So using R to get the content of the archive pages. Largest reasonable archive pages possible instead of pulling each post individually, which was my original thought. One blog seemed to be doing an infinite scroll but when you actually looked at the address block it was still doing the blogurl/page/number format.  I made a csv file with the archive page urls in one column and the file name in another. I just filled down for these when they were of the format I just mentioned.

Read them into R. Then had the function:
 UserAgent <- "pick something"
 temp <- getURL(link, timeout = 8, ssl.verifypeer = FALSE, useragent = "UserAgent")
 nameout <- paste(fileName, ".htm", sep="") 
 write (temp,file=nameout)

I ended up doing it in chunks.  if you're doing this function with one it's like:

getFullContent("","archivep1" )

More often I did a few:


So I moved the things around to put them in a folder.

Then this is the big help I got from StackOverflow. Here's how I ended up with a spreadsheet.

from bs4 import BeautifulSoup
import os, os.path

# from
# this is the file to write out to
posts_file = open ("haposts.txt","w")

def pullcontent(filename):

    soup = BeautifulSoup(open(filename))
    posts = []
    for post in soup.find_all('div', class_='post'):
        title = post.find('h3', class_='post-title').text.strip()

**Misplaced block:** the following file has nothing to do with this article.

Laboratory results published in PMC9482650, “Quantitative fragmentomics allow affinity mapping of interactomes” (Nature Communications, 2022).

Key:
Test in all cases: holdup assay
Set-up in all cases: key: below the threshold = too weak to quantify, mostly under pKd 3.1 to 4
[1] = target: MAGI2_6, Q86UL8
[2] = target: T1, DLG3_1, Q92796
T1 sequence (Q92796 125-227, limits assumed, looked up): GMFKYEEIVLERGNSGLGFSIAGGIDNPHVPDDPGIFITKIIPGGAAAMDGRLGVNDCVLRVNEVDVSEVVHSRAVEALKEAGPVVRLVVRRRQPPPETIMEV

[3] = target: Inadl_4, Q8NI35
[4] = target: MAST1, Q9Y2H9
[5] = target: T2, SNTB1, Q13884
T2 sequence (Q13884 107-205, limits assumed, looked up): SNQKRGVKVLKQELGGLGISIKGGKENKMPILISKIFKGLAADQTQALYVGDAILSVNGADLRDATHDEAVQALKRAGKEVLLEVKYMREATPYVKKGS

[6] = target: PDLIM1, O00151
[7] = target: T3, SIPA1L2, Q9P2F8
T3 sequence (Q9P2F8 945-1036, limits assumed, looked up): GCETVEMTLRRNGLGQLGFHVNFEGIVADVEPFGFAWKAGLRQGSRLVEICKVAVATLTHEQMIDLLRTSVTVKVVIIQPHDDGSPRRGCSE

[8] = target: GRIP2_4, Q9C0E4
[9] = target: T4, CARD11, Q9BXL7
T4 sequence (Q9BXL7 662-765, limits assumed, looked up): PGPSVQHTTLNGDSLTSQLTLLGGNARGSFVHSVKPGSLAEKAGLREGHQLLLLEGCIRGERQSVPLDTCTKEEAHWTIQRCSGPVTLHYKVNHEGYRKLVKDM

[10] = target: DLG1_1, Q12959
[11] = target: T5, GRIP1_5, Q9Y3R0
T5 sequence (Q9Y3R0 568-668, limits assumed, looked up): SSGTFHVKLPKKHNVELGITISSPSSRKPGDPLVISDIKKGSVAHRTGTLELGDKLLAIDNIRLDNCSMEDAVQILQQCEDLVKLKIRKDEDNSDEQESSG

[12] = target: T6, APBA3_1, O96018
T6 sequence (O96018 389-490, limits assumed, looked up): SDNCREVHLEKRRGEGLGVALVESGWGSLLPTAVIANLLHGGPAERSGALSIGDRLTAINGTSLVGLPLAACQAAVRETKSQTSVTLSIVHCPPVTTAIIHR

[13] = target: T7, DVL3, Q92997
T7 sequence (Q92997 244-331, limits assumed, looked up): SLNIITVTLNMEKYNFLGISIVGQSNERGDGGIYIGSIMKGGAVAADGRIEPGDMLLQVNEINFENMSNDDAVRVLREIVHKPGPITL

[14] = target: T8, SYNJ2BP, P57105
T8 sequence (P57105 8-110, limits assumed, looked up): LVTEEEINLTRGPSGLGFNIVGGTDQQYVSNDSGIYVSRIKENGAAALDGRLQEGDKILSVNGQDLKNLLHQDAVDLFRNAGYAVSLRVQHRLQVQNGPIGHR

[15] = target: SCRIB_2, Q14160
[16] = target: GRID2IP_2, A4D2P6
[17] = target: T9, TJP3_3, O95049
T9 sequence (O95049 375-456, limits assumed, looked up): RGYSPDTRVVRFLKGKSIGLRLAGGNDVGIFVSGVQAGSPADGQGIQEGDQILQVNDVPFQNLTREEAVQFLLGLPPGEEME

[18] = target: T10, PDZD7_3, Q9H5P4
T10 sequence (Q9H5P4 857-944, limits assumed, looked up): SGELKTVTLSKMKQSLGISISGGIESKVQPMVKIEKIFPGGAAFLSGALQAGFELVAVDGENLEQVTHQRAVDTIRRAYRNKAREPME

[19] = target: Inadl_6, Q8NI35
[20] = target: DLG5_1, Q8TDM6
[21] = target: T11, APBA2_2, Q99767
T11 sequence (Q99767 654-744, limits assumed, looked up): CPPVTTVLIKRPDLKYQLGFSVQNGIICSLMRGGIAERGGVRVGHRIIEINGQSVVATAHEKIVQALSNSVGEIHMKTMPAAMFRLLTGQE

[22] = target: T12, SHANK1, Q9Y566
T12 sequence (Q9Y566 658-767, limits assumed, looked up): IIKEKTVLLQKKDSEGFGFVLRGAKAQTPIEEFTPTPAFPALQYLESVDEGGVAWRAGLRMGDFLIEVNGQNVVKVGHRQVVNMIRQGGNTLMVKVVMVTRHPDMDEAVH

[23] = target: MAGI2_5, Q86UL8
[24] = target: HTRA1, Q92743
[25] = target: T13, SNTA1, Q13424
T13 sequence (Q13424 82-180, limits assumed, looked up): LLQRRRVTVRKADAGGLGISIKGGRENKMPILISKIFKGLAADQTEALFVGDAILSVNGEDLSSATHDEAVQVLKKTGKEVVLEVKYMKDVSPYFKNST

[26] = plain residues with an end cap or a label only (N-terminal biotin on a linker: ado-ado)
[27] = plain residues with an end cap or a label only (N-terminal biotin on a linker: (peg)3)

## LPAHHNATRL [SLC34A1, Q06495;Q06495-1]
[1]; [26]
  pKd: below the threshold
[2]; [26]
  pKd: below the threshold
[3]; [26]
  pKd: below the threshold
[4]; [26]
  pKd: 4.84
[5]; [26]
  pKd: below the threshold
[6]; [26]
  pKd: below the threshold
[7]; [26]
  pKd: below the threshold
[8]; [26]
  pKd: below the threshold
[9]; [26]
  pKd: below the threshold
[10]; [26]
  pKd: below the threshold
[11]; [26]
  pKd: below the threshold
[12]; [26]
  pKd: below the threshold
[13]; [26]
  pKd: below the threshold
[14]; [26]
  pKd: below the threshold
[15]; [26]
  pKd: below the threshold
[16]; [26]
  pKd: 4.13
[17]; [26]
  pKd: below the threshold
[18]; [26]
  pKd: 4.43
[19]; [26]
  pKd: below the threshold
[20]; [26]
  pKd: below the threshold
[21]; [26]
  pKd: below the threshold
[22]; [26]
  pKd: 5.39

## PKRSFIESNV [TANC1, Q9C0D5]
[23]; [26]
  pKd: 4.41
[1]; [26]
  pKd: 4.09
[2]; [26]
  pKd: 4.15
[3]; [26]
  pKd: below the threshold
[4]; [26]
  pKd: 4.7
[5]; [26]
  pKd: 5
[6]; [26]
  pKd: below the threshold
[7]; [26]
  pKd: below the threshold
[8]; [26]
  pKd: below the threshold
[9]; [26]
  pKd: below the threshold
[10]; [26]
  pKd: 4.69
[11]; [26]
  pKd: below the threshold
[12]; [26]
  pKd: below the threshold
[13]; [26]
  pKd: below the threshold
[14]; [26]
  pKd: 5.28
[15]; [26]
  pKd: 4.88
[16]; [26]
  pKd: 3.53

author = post.find('span', class_='post-author').text.replace('Posted by', '').strip()
        content = post.find('div', class_='post-body').p.text.strip()
        date = post.find_previous_sibling('h2', class_='date-header').text.strip()

        posts.append({'title': title,
             'author': author,
             'content': content,
             'date': date})
    #print posts
    posts = str(posts)
    posts_file.write (posts)

# this is from

for filename in os.listdir("files"):

print ("All done!")


So then I pasted it into word, put in some line breaks and tabs and pasted into excel.  I think I could probably go from that file or the data directly into Excel, but this works.

Really very minor tweaking between blogs. Most I don't actually need an author for but I added in the url using something like this:

url = post.find('h2').a.get('href')

The plan is to import this into something like nvivo or atlas.ti for the analysis. Of course it would be very easy to load it in to R as a corpus and then do various textmining operations.

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Using R TwitteR to Get User Information

I'm gonna keep stating the obvious, because this took me a few hours to figure out. Maybe not working continuously, but still.